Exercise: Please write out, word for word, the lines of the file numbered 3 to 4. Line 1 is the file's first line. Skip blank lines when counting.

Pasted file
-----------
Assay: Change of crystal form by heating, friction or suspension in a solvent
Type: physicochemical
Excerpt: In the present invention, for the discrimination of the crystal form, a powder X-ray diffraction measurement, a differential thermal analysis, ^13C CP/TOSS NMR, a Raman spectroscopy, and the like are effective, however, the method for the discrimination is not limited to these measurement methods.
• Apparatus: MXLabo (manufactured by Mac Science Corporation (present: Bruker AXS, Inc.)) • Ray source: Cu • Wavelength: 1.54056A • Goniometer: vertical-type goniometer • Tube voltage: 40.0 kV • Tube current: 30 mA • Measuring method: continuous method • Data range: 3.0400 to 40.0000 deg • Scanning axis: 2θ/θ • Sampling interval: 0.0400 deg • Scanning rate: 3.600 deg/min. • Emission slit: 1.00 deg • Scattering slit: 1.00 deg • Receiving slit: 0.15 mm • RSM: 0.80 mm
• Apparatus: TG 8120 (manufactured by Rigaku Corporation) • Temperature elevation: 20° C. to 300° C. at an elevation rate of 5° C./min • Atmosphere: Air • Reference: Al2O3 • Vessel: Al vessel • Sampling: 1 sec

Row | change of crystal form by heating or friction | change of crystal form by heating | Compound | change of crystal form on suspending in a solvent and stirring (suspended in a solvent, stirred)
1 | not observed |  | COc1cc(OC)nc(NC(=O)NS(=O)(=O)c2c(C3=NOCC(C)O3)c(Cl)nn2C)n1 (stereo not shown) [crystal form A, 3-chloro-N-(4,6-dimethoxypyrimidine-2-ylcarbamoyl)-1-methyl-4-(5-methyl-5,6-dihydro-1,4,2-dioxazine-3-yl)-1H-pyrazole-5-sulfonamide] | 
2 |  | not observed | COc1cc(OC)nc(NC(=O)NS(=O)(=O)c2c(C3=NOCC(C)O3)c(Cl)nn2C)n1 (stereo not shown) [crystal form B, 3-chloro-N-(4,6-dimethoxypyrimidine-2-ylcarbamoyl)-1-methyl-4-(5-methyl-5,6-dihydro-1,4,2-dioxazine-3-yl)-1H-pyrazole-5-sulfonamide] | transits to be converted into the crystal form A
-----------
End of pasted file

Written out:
Excerpt: In the present invention, for the discrimination of the crystal form, a powder X-ray diffraction measurement, a differential thermal analysis, ^13C CP/TOSS NMR, a Raman spectroscopy, and the like are effective, however, the method for the discrimination is not limited to these measurement methods.
• Apparatus: MXLabo (manufactured by Mac Science Corporation (present: Bruker AXS, Inc.)) • Ray source: Cu • Wavelength: 1.54056A • Goniometer: vertical-type goniometer • Tube voltage: 40.0 kV • Tube current: 30 mA • Measuring method: continuous method • Data range: 3.0400 to 40.0000 deg • Scanning axis: 2θ/θ • Sampling interval: 0.0400 deg • Scanning rate: 3.600 deg/min. • Emission slit: 1.00 deg • Scattering slit: 1.00 deg • Receiving slit: 0.15 mm • RSM: 0.80 mm